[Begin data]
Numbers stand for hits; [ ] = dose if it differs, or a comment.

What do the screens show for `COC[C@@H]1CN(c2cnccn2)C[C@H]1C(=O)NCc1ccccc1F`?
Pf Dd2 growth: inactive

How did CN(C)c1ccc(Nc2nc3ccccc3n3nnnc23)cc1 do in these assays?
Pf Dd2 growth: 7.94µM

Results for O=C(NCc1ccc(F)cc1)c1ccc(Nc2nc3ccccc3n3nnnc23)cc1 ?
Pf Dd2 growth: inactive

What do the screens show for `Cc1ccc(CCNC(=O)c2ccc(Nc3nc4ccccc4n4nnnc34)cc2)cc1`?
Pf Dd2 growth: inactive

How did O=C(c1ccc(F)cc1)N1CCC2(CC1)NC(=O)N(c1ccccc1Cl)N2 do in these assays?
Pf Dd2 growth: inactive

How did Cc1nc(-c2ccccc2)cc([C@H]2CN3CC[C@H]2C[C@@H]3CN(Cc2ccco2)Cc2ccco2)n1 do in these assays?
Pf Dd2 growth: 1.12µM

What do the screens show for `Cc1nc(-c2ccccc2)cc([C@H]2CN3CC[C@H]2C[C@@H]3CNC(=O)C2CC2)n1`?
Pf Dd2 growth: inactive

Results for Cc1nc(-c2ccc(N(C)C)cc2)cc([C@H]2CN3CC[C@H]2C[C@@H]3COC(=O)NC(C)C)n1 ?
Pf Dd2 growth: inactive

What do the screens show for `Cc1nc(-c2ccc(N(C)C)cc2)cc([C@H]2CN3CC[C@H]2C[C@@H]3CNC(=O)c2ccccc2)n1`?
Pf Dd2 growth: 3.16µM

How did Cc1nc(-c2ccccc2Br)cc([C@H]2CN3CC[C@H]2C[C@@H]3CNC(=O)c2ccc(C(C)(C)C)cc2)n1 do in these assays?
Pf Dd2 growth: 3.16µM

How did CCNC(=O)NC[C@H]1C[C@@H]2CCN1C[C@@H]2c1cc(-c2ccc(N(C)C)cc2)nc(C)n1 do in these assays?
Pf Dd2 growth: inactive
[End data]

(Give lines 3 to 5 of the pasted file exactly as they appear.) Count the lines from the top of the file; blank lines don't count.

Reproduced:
Pf Dd2 growth: inactive

How did CN(C)c1ccc(Nc2nc3ccccc3n3nnnc23)cc1 do in these assays?
Pf Dd2 growth: 7.94µM